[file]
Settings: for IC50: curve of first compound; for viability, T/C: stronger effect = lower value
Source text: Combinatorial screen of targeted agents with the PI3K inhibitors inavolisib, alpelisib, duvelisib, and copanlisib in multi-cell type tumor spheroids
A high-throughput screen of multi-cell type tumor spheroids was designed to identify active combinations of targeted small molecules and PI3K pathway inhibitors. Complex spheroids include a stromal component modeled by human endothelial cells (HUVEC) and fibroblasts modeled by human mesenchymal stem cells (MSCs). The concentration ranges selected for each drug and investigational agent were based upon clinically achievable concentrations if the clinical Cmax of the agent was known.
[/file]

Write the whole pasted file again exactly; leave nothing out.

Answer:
Settings: for IC50: curve of first compound; for viability, T/C: stronger effect = lower value
Source text: Combinatorial screen of targeted agents with the PI3K inhibitors inavolisib, alpelisib, duvelisib, and copanlisib in multi-cell type tumor spheroids
A high-throughput screen of multi-cell type tumor spheroids was designed to identify active combinations of targeted small molecules and PI3K pathway inhibitors. Complex spheroids include a stromal component modeled by human endothelial cells (HUVEC) and fibroblasts modeled by human mesenchymal stem cells (MSCs). The concentration ranges selected for each drug and investigational agent were based upon clinically achievable concentrations if the clinical Cmax of the agent was known.